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Socrates' claim that virtue is knowledge


To: Scott B.
From: Geoffrey Klempner
Subject: Socrates' claim that virtue is knowledge
Date: 15th April 2010 11:14

Dear Scott,

Thank you for your email of 8 April with your essay for the University of London Ethics: Historical Perspectives BA module, in response to the question, 'How defensible is Socrates' claim that virtue is knowledge?'

It is pretty obvious to me -- and would also be to an examiner -- that you've missed the point of the question. You give lots of references to what Socrates says in the Protagoras, Meno etc. as well as spending some time on Plato's theory of recollection, and on the views of the Sophists. However, you won't gain credit for displaying your knowledge, if you can't show how this is relevant to the question being asked.

What you should have taken into consideration that this is a question from a paper on Ethics. What is the ethical problem or challenge that lies at the centre of Socrates' doctrine that virtue is knowledge? Do you agree with Socrates? or disagree? Why?

When you are asked, 'How defensible is theory XYZ?' your primary task is to consider objections to theory XYZ and either offer your defence, or explain why you think that the objections are valid. As the paper considers ethics from a historical perspective you should of course refer to the relevant texts. However, as I shall explain below, the relevant texts in this case are not confined to the dialogues of Plato.

In the Meno and also in the Protagoras, Socrates considers the conditional proposition that if virtue is knowledge, then it ought to be capable of being taught. This is not by any means an irrelevant consideration. However, from a logical point of view, even if virtue can't be taught it doesn't follow that it isn't knowledge: perhaps virtue is one of those things that you either you have -- in which case it is something that you know innately -- or you haven't. In other words, it would be possible to argue that you can't 'teach' virtue to someone who doesn't already have it.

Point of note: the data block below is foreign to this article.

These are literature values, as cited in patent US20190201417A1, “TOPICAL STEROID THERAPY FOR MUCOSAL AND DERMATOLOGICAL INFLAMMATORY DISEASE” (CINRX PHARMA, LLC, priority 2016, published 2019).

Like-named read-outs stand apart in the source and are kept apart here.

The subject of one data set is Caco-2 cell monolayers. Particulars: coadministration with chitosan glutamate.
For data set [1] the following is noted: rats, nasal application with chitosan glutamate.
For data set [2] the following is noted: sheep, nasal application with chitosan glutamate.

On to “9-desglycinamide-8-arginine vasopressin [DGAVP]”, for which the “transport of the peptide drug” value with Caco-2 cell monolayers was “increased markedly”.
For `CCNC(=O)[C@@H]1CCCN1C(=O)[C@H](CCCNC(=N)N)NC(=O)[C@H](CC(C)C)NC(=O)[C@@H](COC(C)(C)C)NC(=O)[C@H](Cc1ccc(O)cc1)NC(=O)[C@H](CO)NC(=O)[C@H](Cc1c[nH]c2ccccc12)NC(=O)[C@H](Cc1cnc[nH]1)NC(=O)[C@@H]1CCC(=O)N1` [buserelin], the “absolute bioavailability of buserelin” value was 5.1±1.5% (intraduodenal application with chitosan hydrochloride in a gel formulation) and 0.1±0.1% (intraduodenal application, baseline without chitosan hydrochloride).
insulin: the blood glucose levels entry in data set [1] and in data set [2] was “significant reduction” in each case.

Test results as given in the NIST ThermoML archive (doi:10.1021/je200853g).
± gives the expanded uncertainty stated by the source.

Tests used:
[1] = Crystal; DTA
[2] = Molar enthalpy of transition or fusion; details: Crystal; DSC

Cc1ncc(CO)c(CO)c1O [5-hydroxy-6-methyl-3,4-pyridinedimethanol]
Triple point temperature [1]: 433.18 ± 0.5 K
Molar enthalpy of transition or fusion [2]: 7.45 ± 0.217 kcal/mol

As I said, that is a possible view to hold. It's not one that Socrates (Plato) considers because he has the theory of recollection: you can in a sense 'know' virtue innately yet at the same time not 'know' it because this innate knowledge has not yet been brought out, by a process which resembles 'teaching'.

Again, from a logical point of view, the converse of the proposition 'If virtue is knowledge then it can be taught' does not hold, in the sense which interests Socrates. Today I was reading an article criticizing 'neuro-linguistic programming' as an alternative therapy. In a way, the Sophists were doing a similar thing: teaching people techniques for how to be successful in the polis. But as Socrates never tires of saying, knowledge of techniques is not knowledge of 'virtue' in the absence of a capacity to appreciate whether an action which one proposes to carry out is good or evil, as opposed to being merely expedient for some ulterior purpose.

In the Republic, Plato leaves us in no doubt that knowledge of virtue is knowledge of the Good. The fact that you can teach 'virtues' as the Sophists understood this, does not show that Virtue with a capital 'V' (= knowledge of the Good) is knowledge.

Which brings us to the central question which you should have been trying to answer. You mention that according to the theory that virtue is knowledge, weakness of the will is impossible. This is, in effect, a potential objection to any account of ethics which takes a 'cognitivist' or 'objective' view. If I know what the right thing to do is, really know it, then I cannot fail to do the right thing. Otherwise ethical 'knowledge' would have no relevance to what we actually do. The objection is that there are, or seem to be, many cases where we do feel that we know, in the fullest sense, what we ought to do, but we just can't bring ourselves to do it. We're too weak. But that is nonsense, if Socrates is right.

This objection is one that worried Aristotle: in the Nichomachean Ethics he considers the 'problem of akrasia' (weakness of the will) and offers his alternative take on how akratic action is possible. It would have been perfectly acceptable to talk about Aristotle in your answer, as this is the classic discussion of Socrates' claim that virtue is knowledge.

Obviously, I can't write the essay for you. I can't stress strongly enough that in an examination you must take time to consider whether you really understand the point of the question. It's not enough that the question rings some bells. If you find yourself wondering why this particular question is being asked, then it is probably safe to assume that you've missed the point, and you'd be better off answering a different question!

All the best,